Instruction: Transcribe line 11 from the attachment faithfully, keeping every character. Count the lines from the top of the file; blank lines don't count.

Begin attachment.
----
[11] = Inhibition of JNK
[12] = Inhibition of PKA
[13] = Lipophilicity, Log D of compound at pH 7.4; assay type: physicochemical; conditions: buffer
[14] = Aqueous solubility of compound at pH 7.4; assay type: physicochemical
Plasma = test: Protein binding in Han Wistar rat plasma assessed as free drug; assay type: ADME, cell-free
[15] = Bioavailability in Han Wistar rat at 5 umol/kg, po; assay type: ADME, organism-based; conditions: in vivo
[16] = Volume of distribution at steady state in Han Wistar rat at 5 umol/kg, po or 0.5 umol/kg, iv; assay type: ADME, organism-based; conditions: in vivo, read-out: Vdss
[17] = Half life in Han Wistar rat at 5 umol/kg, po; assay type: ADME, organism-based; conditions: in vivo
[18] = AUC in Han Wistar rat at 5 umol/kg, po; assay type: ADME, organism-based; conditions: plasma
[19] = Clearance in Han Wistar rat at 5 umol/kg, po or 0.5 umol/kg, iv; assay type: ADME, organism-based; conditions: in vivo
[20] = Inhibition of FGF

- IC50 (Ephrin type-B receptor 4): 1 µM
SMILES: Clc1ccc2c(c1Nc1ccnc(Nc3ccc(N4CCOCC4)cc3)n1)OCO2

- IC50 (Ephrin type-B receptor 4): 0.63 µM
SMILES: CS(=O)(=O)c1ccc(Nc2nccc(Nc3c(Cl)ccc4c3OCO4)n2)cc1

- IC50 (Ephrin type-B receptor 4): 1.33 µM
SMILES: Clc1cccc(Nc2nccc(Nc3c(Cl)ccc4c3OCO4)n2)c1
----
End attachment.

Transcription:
[20] = Inhibition of FGF